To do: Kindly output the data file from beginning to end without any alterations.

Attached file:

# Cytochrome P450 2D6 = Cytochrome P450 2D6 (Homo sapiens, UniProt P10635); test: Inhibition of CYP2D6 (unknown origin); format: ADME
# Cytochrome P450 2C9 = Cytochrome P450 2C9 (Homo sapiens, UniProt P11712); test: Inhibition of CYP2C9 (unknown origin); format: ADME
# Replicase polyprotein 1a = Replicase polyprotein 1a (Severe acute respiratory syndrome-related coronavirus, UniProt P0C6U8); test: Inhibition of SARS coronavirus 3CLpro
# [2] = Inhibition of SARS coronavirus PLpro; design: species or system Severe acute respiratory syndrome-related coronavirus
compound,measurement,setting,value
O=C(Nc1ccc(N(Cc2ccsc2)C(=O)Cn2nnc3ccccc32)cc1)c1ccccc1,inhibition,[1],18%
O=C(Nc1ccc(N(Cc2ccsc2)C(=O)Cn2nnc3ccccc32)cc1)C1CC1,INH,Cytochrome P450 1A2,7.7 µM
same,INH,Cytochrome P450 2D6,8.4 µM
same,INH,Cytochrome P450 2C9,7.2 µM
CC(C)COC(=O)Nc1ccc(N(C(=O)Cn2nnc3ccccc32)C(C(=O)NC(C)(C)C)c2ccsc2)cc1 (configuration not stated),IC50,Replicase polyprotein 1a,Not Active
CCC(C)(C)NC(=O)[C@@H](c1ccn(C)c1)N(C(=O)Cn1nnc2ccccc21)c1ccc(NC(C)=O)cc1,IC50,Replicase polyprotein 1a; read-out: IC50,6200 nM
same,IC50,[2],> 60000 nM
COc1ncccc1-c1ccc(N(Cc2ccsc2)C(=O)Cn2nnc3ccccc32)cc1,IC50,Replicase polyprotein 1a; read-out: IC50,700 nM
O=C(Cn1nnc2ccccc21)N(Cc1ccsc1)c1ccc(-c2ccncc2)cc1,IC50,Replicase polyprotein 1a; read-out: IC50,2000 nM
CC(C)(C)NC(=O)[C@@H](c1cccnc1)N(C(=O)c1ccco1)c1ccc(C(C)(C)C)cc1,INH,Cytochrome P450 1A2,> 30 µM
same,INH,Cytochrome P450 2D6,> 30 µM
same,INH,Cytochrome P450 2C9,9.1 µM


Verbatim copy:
# Cytochrome P450 2D6 = Cytochrome P450 2D6 (Homo sapiens, UniProt P10635); test: Inhibition of CYP2D6 (unknown origin); format: ADME
# Cytochrome P450 2C9 = Cytochrome P450 2C9 (Homo sapiens, UniProt P11712); test: Inhibition of CYP2C9 (unknown origin); format: ADME
# Replicase polyprotein 1a = Replicase polyprotein 1a (Severe acute respiratory syndrome-related coronavirus, UniProt P0C6U8); test: Inhibition of SARS coronavirus 3CLpro
# [2] = Inhibition of SARS coronavirus PLpro; design: species or system Severe acute respiratory syndrome-related coronavirus
compound,measurement,setting,value
O=C(Nc1ccc(N(Cc2ccsc2)C(=O)Cn2nnc3ccccc32)cc1)c1ccccc1,inhibition,[1],18%
O=C(Nc1ccc(N(Cc2ccsc2)C(=O)Cn2nnc3ccccc32)cc1)C1CC1,INH,Cytochrome P450 1A2,7.7 µM
same,INH,Cytochrome P450 2D6,8.4 µM
same,INH,Cytochrome P450 2C9,7.2 µM
CC(C)COC(=O)Nc1ccc(N(C(=O)Cn2nnc3ccccc32)C(C(=O)NC(C)(C)C)c2ccsc2)cc1 (configuration not stated),IC50,Replicase polyprotein 1a,Not Active
CCC(C)(C)NC(=O)[C@@H](c1ccn(C)c1)N(C(=O)Cn1nnc2ccccc21)c1ccc(NC(C)=O)cc1,IC50,Replicase polyprotein 1a; read-out: IC50,6200 nM
same,IC50,[2],> 60000 nM
COc1ncccc1-c1ccc(N(Cc2ccsc2)C(=O)Cn2nnc3ccccc32)cc1,IC50,Replicase polyprotein 1a; read-out: IC50,700 nM
O=C(Cn1nnc2ccccc21)N(Cc1ccsc1)c1ccc(-c2ccncc2)cc1,IC50,Replicase polyprotein 1a; read-out: IC50,2000 nM
CC(C)(C)NC(=O)[C@@H](c1cccnc1)N(C(=O)c1ccco1)c1ccc(C(C)(C)C)cc1,INH,Cytochrome P450 1A2,> 30 µM
same,INH,Cytochrome P450 2D6,> 30 µM
same,INH,Cytochrome P450 2C9,9.1 µM